Burma

Chinese-Backed New City Project on Myanmar-Thai Border Under COVID-19 Lockdown

By The Irrawaddy 21 June 2021

Myanmar authorities have locked down the controversial China-backed Shwe Kokko new city project in Karen State, eastern Myanmar following a spike in COVID-19 infections in the area.

The lockdown comes as Myanmar is experiencing a recent rapid rise in coronavirus cases, with a total of 546 new infections reported nationwide on June 19 alone, according to the junta-controlled Ministry of Health and Sports (MOHS).

“There have been over ten COVID-19 cases now. Both the project site and the village are in lockdown. All outsiders are required to be kept in isolation for 14 days,” said Shwe Kokko project director Saw Min Min Oo.

“A few days ago, some security and cleaning staff tested positive for the virus. Two of my friends and myself have also tested positive for the virus,” said an employee who works at the construction site.

Known as Shwe Kokko for its location in Shwe Kokko, a Moei River village on the Myanmar-Thai border in Myawaddy Township, the new city project has been plagued with allegations of Chinese mafia involvement.

The project is reported to be a US$15-billion (19.45-trillion-kyat) collaboration between the Chit Lin Myaing Co. run by the Karen State Border Guard Force (BGF) and a Hong Kong-registered company, Yatai International Holding Group.

Villagers in Shwe Kokko, including a BGF member, have also tested positive for COVID-19. The BGF member is reportedly responding to medical treatment.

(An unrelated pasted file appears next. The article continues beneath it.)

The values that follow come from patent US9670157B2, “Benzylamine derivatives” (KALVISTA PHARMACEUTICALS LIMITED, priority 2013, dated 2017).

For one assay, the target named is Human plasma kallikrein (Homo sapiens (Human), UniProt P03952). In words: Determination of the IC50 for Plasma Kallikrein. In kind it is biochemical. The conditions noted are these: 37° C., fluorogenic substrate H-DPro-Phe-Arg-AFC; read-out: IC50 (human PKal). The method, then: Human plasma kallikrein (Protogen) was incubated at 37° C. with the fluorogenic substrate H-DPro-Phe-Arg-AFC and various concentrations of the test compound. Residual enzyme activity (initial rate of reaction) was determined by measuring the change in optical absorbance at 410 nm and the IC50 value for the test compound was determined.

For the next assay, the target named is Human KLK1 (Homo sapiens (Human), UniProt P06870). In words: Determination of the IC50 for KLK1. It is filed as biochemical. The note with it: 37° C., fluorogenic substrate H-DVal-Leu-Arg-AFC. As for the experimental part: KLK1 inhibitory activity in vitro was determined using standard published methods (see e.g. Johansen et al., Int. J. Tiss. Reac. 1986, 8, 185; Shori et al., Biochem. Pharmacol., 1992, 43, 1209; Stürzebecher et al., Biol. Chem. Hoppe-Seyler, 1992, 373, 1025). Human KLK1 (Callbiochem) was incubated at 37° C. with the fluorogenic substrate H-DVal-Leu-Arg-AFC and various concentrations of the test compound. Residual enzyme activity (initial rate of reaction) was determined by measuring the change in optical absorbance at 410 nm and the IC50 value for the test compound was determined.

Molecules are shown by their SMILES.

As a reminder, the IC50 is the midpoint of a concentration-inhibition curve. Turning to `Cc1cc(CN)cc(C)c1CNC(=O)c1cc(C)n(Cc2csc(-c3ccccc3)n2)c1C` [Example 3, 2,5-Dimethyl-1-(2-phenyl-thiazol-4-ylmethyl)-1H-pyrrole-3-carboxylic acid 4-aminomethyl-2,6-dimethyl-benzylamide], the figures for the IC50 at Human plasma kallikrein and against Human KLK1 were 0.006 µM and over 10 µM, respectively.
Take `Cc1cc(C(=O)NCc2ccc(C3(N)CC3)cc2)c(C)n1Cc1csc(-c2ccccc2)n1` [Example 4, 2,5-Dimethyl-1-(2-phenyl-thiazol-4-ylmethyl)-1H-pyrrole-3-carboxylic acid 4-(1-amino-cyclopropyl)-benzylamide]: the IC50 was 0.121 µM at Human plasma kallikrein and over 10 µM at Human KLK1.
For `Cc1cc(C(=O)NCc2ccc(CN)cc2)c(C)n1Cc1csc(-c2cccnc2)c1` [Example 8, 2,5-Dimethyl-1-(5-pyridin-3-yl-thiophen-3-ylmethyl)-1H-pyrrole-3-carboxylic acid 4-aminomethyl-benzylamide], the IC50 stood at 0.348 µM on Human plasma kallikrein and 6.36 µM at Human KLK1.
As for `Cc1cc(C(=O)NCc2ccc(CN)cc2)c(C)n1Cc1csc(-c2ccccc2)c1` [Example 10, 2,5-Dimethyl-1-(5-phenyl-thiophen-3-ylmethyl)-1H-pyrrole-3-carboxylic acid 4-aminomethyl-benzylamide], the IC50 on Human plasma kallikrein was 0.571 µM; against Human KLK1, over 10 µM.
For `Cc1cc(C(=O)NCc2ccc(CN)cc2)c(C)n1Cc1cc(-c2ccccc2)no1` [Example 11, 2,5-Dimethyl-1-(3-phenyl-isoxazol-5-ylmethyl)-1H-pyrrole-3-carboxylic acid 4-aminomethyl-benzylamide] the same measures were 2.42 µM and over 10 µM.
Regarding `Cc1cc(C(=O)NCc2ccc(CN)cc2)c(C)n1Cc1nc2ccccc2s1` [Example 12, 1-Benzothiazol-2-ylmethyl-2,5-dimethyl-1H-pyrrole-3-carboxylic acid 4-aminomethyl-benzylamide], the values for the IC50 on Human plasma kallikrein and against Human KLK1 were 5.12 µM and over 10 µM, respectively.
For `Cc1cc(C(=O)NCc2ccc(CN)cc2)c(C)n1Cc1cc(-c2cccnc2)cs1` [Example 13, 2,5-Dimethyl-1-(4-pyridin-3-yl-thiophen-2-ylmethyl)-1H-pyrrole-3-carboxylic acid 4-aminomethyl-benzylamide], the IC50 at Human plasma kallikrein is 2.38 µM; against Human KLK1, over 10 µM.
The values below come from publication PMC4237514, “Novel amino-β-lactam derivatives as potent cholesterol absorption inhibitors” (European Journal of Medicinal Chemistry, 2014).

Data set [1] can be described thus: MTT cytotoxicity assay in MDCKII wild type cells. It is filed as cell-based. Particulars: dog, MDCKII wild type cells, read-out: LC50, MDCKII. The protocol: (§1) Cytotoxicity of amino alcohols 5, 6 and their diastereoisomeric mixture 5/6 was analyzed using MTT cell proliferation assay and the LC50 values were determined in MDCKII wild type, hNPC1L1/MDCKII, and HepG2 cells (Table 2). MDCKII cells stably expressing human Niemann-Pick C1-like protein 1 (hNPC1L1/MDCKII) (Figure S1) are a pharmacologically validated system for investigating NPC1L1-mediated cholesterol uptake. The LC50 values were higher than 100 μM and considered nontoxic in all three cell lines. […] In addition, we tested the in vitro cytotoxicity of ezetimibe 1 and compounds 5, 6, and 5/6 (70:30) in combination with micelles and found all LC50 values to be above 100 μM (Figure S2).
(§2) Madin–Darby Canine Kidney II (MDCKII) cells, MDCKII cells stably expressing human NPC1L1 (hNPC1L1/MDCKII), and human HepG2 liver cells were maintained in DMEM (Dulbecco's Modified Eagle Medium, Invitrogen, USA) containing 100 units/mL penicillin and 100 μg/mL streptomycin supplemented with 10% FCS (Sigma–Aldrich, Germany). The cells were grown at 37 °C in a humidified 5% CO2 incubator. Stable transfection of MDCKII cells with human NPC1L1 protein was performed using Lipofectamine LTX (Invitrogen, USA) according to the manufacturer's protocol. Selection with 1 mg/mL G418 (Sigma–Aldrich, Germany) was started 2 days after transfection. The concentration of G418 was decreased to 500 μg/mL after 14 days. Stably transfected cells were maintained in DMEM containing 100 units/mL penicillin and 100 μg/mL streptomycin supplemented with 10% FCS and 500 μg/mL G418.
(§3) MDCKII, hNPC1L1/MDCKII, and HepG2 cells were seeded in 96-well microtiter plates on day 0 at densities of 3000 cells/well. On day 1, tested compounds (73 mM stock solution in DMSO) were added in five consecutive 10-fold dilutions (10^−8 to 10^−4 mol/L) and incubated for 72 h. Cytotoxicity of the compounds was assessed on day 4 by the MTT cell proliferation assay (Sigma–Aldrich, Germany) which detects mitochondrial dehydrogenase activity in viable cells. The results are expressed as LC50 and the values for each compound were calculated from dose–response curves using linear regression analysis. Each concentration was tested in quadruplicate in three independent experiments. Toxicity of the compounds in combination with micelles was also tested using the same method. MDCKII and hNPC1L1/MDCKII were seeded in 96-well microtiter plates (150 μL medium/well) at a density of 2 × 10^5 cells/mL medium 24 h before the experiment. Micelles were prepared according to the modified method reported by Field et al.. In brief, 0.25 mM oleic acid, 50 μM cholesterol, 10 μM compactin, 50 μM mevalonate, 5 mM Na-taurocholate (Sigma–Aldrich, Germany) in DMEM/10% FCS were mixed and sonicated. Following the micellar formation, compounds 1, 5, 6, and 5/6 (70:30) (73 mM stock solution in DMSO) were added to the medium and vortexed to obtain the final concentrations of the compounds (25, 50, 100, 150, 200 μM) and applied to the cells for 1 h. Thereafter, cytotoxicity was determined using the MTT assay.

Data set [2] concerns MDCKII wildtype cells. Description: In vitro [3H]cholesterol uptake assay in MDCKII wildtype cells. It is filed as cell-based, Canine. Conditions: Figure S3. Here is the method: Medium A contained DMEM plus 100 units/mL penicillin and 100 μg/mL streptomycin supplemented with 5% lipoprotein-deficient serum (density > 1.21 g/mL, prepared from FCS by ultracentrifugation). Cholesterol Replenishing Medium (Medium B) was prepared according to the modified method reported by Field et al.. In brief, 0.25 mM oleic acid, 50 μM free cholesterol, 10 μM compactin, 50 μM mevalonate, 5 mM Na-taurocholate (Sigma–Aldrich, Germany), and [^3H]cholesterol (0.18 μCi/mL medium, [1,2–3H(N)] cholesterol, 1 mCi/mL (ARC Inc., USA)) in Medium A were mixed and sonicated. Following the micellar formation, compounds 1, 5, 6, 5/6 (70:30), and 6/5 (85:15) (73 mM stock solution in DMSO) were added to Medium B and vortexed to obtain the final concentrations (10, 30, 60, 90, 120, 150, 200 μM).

Myanmar authorities and the Shwe Kokko management are providing tests, but the former charges 10,000 kyats and the latter charges 800 Thai baht per test, according to locals.

“It costs 800 baht or around 40,000 kyats to test. Previously, we didn’t have to pay for the test if we got sick and got tested. But if you get sick now, it costs over 1,000 baht to test, including medicines for the fever,” said a local.

COVID-19 tests were provided free before the Myanmar military seized power in a Feb. 1 coup.

Myanmar has seen a sharp spike recently in COVID-19 cases, in what the MOHS has described as a third wave of coronavirus.

Authorities have imposed stay-at-home orders in a number of townships in Sagaing Region and Chin State, with schools shut in those townships. However, the school in Shwe Kokko village is being kept open, despite the concerns of local residents.

Work began on the Shwe Kokko project in 2017. Allegations soon emerged that Chinese criminal gangs are involved in the project and are using it as a base for illicit activities including money laundering.

Chit Lin Myaing Co. has denied ties to the Chinese mafia and illegal online gambling activities, insisting that the BGF has total control over the project.

After the project came under the spotlight over a lack of transparency, suspected illegal activity and concerns about the social impact of casinos, among other things, the ousted civilian government launched an investigation into the development.

In October last year, three Myanmar military officers were dismissed for alleged negligence and corruption in connection with the Shwe Kokko project.

The BGF was formed from the Democratic Karen Buddhist Army in 2010, as required under the 2008 Constitution, which made it mandatory for rebel groups to transform into BGFs in order to engage in peace talks with the government.


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